' recipes here: [link]
My other polymer clay tutorials: Polymer Clay Plate Tutorial Polymer Clay Bowl Tutorial Polymer Clay Waffles Tutorial Polymer Clay Cakes Tutorial Polymer Clay Cinnamon Roll Tutorial Polymer Clay Chocolate Chip Cookies Tutorial Sugar Scrub for the Polymer Clay Artist Tutorial Mica Shift an Awesome Polymer Clay Technique FTF: Chocolate Shavings Mini-Tutorial Polymer Clay Faux Opal Tutorial (Buyable) Polymer Clay Waffles Tutorial (VIDEO) Polymer Clay Flowers Tip (VIDEO) Polymer Clay Cake Texture Tutorial (VIDEO) The Perfect Frosting Tutorial (VIDEO)
See all my Artisan Craft tutorials here: [link]
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This is a really nice and cheap technique a friend of mine taught me. I can't tell you how much I love my sugar scrub!
- I use it before I start to remove cat hair, lint, etc. That way my clay stays clean!
- When I change colors to avoid transferring them.
- When I'm done sculpting so I don't contaminate everything I touch.
- Whenever my hands are dirty (paint, dough, gardening, etc).
- If my hands feel dry in a cold day.
It's wonderful, when you work with clay you have to clean your hands constantly, and after a couple of times they get dry and uncomfortable. This leaves them soft so you never have to worry about that "paper skin" feeling ever again. Highly recommended!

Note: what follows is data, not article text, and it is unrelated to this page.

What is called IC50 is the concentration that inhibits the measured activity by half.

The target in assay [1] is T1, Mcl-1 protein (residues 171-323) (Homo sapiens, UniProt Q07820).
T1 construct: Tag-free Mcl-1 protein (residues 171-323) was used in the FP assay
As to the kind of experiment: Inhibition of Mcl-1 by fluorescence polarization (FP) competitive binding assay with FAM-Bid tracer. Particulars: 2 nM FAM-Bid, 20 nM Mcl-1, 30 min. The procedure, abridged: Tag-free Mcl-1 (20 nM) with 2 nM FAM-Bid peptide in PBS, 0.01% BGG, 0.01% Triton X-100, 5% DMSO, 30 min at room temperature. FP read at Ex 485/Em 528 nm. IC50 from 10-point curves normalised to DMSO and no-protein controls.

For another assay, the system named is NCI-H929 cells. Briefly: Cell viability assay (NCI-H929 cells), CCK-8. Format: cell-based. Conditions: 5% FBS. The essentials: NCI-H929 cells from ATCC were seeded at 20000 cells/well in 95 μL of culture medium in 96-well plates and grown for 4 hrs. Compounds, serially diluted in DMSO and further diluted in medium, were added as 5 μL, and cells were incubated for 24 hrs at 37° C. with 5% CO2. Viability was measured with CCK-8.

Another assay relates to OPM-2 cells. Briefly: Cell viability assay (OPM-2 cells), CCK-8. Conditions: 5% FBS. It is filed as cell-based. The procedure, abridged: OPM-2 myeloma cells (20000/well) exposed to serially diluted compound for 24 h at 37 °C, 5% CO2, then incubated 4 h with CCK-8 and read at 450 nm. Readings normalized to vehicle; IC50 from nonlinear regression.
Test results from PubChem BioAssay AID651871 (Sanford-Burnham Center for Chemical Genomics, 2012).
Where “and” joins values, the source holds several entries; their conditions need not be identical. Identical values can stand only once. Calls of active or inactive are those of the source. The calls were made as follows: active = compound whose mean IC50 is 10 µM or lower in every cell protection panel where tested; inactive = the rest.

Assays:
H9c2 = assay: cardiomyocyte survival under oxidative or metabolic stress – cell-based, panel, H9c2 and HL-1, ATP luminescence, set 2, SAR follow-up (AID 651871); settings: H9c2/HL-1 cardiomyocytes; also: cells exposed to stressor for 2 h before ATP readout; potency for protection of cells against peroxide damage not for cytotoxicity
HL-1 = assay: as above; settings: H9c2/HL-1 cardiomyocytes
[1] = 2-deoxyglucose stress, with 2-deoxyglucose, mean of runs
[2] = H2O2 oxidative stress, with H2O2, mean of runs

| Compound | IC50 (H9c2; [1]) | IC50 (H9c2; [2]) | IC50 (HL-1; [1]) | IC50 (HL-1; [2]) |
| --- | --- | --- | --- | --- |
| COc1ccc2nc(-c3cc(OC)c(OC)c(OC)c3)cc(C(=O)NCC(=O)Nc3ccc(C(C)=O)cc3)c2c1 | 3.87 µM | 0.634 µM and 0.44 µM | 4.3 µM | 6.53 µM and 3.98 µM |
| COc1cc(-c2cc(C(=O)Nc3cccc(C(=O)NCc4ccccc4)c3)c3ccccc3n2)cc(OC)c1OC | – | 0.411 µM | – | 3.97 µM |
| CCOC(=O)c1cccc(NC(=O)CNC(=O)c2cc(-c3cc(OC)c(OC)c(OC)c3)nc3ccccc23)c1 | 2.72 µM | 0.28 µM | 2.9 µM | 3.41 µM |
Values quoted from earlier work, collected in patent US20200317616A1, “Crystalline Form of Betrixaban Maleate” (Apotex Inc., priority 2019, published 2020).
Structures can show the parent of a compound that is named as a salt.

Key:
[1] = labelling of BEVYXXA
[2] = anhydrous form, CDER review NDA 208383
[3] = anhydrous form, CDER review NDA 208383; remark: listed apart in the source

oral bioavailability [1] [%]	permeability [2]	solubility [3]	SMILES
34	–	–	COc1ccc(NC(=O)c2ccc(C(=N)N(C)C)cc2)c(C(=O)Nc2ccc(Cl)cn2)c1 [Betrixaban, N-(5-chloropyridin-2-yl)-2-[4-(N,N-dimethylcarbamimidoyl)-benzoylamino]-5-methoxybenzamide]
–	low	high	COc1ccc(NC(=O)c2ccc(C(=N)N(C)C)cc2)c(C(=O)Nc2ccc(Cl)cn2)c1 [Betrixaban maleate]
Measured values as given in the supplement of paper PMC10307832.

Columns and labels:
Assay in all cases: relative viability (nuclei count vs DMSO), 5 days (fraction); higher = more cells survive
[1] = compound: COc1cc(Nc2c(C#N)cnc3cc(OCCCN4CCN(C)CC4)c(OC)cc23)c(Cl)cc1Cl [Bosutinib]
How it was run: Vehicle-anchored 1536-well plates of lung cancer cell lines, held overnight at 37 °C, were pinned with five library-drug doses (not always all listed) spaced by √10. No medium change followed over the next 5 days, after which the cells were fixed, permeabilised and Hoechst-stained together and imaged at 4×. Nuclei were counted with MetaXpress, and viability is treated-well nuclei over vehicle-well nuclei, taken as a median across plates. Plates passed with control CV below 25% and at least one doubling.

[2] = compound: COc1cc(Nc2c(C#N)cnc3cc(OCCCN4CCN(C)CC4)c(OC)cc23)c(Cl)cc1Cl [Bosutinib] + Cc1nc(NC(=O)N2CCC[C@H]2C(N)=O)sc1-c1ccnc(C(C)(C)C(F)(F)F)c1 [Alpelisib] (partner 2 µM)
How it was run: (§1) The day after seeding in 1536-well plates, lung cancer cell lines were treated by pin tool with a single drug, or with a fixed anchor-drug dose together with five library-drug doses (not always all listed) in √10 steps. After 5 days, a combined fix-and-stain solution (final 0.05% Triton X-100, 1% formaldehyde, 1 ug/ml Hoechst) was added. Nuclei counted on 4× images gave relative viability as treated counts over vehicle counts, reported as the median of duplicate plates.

has a tip for people with sensitive skin: "I made some of this today, and OH MY GOD! I have SUPER sensitive skin, like any contact with water drys out my hands in an instant, because of that I have resorted to baby wipes. But this is GREAT! I used some sensitive skin dish soap, it's got that Olay mixed in xp And I used baby oil."
Edit 2: ~limbairedhiel
recommends: You could try subbing sea salt (or any other coarse salt) for sugar if your worried about ants. Works the same way and leaves skin silky smooth (also helps open pores to get rid of oil).
Theory: The plasticizer in the clay is a mixture of phthalates (not for long, most brands are phasing them out). Phthalates are slightly fat soluble, so the oil will help remove them. I did a test with several oils and I couldn't find a significant difference between oils, they all worked fine. The sugar will do the scrubbing, getting in hard places and getting rid all of those stubborn bits of clay under your nails or in the wrinkles of your fingers. Using only sugar and oil made my fingers feel a bit oily, so I add some liquid soap to the mixture to remove all the extra oil. Everything else is just extra, in case you want to add some benefits to your scrub.